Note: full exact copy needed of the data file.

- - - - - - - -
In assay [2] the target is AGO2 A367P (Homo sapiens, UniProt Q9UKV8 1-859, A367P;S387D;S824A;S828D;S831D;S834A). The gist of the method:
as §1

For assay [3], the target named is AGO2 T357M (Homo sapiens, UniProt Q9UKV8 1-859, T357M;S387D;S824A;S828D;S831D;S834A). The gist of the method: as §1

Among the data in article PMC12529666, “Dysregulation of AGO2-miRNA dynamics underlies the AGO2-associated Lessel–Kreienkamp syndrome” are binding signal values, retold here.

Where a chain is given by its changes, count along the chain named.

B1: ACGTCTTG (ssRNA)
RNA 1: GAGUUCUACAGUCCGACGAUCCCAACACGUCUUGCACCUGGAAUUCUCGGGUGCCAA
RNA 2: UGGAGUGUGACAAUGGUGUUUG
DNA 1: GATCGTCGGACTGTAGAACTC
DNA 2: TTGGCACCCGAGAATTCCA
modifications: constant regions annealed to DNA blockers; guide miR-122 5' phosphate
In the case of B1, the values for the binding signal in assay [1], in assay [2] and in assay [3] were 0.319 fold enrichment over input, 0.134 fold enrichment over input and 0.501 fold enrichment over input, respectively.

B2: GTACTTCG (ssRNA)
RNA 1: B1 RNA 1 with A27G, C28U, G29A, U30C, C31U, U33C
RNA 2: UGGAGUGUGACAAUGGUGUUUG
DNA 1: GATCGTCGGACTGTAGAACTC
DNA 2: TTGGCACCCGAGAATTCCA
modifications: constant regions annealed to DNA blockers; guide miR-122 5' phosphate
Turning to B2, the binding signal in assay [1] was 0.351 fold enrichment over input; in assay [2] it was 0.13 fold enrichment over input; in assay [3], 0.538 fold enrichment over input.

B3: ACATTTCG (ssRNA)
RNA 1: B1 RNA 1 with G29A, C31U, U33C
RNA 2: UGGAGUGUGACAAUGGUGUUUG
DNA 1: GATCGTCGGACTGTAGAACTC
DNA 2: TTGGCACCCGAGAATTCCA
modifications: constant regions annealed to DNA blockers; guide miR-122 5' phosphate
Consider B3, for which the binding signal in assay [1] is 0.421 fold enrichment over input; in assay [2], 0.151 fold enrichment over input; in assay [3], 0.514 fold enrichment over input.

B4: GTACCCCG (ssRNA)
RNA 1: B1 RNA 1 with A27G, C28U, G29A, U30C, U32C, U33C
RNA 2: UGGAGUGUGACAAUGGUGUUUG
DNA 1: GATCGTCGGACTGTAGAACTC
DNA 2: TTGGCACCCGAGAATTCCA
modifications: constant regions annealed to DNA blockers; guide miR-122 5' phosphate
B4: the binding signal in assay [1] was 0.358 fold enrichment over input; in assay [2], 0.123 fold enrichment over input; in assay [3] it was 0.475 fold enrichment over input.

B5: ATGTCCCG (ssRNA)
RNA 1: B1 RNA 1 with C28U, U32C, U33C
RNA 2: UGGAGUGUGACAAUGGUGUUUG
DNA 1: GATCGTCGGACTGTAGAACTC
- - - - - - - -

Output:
In assay [2] the target is AGO2 A367P (Homo sapiens, UniProt Q9UKV8 1-859, A367P;S387D;S824A;S828D;S831D;S834A). The gist of the method:
as §1

For assay [3], the target named is AGO2 T357M (Homo sapiens, UniProt Q9UKV8 1-859, T357M;S387D;S824A;S828D;S831D;S834A). The gist of the method: as §1

Among the data in article PMC12529666, “Dysregulation of AGO2-miRNA dynamics underlies the AGO2-associated Lessel–Kreienkamp syndrome” are binding signal values, retold here.

Where a chain is given by its changes, count along the chain named.

B1: ACGTCTTG (ssRNA)
RNA 1: GAGUUCUACAGUCCGACGAUCCCAACACGUCUUGCACCUGGAAUUCUCGGGUGCCAA
RNA 2: UGGAGUGUGACAAUGGUGUUUG
DNA 1: GATCGTCGGACTGTAGAACTC
DNA 2: TTGGCACCCGAGAATTCCA
modifications: constant regions annealed to DNA blockers; guide miR-122 5' phosphate
In the case of B1, the values for the binding signal in assay [1], in assay [2] and in assay [3] were 0.319 fold enrichment over input, 0.134 fold enrichment over input and 0.501 fold enrichment over input, respectively.

B2: GTACTTCG (ssRNA)
RNA 1: B1 RNA 1 with A27G, C28U, G29A, U30C, C31U, U33C
RNA 2: UGGAGUGUGACAAUGGUGUUUG
DNA 1: GATCGTCGGACTGTAGAACTC
DNA 2: TTGGCACCCGAGAATTCCA
modifications: constant regions annealed to DNA blockers; guide miR-122 5' phosphate
Turning to B2, the binding signal in assay [1] was 0.351 fold enrichment over input; in assay [2] it was 0.13 fold enrichment over input; in assay [3], 0.538 fold enrichment over input.

B3: ACATTTCG (ssRNA)
RNA 1: B1 RNA 1 with G29A, C31U, U33C
RNA 2: UGGAGUGUGACAAUGGUGUUUG
DNA 1: GATCGTCGGACTGTAGAACTC
DNA 2: TTGGCACCCGAGAATTCCA
modifications: constant regions annealed to DNA blockers; guide miR-122 5' phosphate
Consider B3, for which the binding signal in assay [1] is 0.421 fold enrichment over input; in assay [2], 0.151 fold enrichment over input; in assay [3], 0.514 fold enrichment over input.

B4: GTACCCCG (ssRNA)
RNA 1: B1 RNA 1 with A27G, C28U, G29A, U30C, U32C, U33C
RNA 2: UGGAGUGUGACAAUGGUGUUUG
DNA 1: GATCGTCGGACTGTAGAACTC
DNA 2: TTGGCACCCGAGAATTCCA
modifications: constant regions annealed to DNA blockers; guide miR-122 5' phosphate
B4: the binding signal in assay [1] was 0.358 fold enrichment over input; in assay [2], 0.123 fold enrichment over input; in assay [3] it was 0.475 fold enrichment over input.

B5: ATGTCCCG (ssRNA)
RNA 1: B1 RNA 1 with C28U, U32C, U33C
RNA 2: UGGAGUGUGACAAUGGUGUUUG
DNA 1: GATCGTCGGACTGTAGAACTC